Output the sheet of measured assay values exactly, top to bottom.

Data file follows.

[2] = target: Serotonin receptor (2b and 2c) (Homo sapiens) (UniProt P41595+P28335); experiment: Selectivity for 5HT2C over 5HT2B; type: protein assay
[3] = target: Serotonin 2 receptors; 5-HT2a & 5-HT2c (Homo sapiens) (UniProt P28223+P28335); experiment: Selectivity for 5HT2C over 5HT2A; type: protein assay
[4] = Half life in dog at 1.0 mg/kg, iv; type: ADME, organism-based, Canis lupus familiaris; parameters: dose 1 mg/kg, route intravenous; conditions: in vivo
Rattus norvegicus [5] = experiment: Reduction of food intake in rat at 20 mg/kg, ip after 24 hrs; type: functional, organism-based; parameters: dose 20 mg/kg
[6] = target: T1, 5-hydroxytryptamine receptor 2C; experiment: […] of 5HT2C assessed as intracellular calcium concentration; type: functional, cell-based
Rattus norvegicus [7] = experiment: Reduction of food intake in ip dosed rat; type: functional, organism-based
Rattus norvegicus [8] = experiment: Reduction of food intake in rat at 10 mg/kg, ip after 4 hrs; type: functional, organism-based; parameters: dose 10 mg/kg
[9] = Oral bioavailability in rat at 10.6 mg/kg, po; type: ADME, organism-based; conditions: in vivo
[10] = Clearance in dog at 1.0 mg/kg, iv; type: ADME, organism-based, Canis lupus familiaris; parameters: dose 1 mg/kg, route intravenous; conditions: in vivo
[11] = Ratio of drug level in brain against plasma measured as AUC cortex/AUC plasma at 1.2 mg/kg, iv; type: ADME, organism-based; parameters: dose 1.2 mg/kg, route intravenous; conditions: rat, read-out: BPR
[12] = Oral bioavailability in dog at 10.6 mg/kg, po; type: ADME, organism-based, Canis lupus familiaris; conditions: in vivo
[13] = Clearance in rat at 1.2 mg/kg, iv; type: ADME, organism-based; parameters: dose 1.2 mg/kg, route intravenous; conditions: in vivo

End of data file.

[2] = target: Serotonin receptor (2b and 2c) (Homo sapiens) (UniProt P41595+P28335); experiment: Selectivity for 5HT2C over 5HT2B; type: protein assay
[3] = target: Serotonin 2 receptors; 5-HT2a & 5-HT2c (Homo sapiens) (UniProt P28223+P28335); experiment: Selectivity for 5HT2C over 5HT2A; type: protein assay
[4] = Half life in dog at 1.0 mg/kg, iv; type: ADME, organism-based, Canis lupus familiaris; parameters: dose 1 mg/kg, route intravenous; conditions: in vivo
Rattus norvegicus [5] = experiment: Reduction of food intake in rat at 20 mg/kg, ip after 24 hrs; type: functional, organism-based; parameters: dose 20 mg/kg
[6] = target: T1, 5-hydroxytryptamine receptor 2C; experiment: […] of 5HT2C assessed as intracellular calcium concentration; type: functional, cell-based
Rattus norvegicus [7] = experiment: Reduction of food intake in ip dosed rat; type: functional, organism-based
Rattus norvegicus [8] = experiment: Reduction of food intake in rat at 10 mg/kg, ip after 4 hrs; type: functional, organism-based; parameters: dose 10 mg/kg
[9] = Oral bioavailability in rat at 10.6 mg/kg, po; type: ADME, organism-based; conditions: in vivo
[10] = Clearance in dog at 1.0 mg/kg, iv; type: ADME, organism-based, Canis lupus familiaris; parameters: dose 1 mg/kg, route intravenous; conditions: in vivo
[11] = Ratio of drug level in brain against plasma measured as AUC cortex/AUC plasma at 1.2 mg/kg, iv; type: ADME, organism-based; parameters: dose 1.2 mg/kg, route intravenous; conditions: rat, read-out: BPR
[12] = Oral bioavailability in dog at 10.6 mg/kg, po; type: ADME, organism-based, Canis lupus familiaris; conditions: in vivo
[13] = Clearance in rat at 1.2 mg/kg, iv; type: ADME, organism-based; parameters: dose 1.2 mg/kg, route intravenous; conditions: in vivo